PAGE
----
The Army wants to know if industry can provide a series of sensors for the service’s largest unmanned platform as a way to help see past enemy defenses.
As the Army prepares for multidomain operations and to modernize its forces to fight more sophisticated enemies, service leaders are looking for new solutions, according to a Dec. 27 request for information.
The request, formally known as multidomain operations support equipment, is made up of payloads and sensors that will detect, identify and geolocate enemy threat radar and communication systems that are part of integrated air defense systems.
The notice lists three sensors the Army is interested in, all of which should be interoperable with each other and could be mounted aboard a MQ-1C Gray Eagle.
The first is a radar warning receiver/electronic support measure payload. Such a payload will be able to detect and identify certain emissions from radars that are more stealthy and harder to detect. It should also be able to detect radar threats that frequently hop frequencies.
The second is an electronic intelligence payload that can detect, analyze and record radiations from low probability of detection radar systems as well as electronic warfare systems. The Army’s first brigade-organic electronic attack system – Multi Functional Electronic Warfare-Air Large pod – has already demonstrated promise on the electronic intelligence front.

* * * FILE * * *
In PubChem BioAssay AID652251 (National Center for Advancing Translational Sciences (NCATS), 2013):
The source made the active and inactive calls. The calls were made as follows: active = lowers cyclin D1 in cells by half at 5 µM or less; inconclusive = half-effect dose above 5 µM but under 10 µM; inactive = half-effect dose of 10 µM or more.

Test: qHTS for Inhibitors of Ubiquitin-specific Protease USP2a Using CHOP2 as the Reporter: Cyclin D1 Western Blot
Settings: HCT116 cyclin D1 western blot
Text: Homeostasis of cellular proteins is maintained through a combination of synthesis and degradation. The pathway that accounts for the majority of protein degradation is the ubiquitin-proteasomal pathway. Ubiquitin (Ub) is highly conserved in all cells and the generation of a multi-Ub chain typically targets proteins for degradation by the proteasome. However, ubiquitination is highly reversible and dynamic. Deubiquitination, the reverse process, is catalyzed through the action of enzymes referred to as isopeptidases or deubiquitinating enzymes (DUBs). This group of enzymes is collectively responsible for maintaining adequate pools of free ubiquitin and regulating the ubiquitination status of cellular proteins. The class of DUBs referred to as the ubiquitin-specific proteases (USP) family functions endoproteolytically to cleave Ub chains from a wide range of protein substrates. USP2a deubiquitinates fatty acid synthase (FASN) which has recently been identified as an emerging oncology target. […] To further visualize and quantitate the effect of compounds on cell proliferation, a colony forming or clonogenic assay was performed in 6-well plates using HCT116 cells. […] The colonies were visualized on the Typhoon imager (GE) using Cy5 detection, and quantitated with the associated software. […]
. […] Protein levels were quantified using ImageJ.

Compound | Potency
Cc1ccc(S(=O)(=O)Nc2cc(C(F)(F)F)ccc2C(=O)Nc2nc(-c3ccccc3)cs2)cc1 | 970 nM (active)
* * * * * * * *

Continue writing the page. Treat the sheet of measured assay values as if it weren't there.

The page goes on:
“The air pod solutions are very important, especially when you start going against a near peer competitor. The main reason why is because you start now dealing with more of an [electronic intelligence] ELINT threat than with a strictly commercial threat,” Col. Kevin Finch, program manager for electronic warfare and cyber within Program Executive Office Intelligence, Electronic Warfare and Sensors, told C4ISRNET in October. “The ability to see radar systems … or artillery type radar systems, we need to be able to see that. Obviously, EW, you have to have some height to the antennas to be able to see a lot of that. If it’s on a pod solution, that’s a lot easier.”
Third, the notice lists a synthetic aperture radar/moving target indicator that will provide increased situational awareness through wide area surveillance, imaging of still targets and moving targets. This capability should be able to conduct on-board processing and transmission of near real time imagery and moving target detection to battlefield commanders, the notice states.
Responses are due Jan. 27.
Mark Pomerleau is a reporter for C4ISRNET, covering information warfare and cyberspace.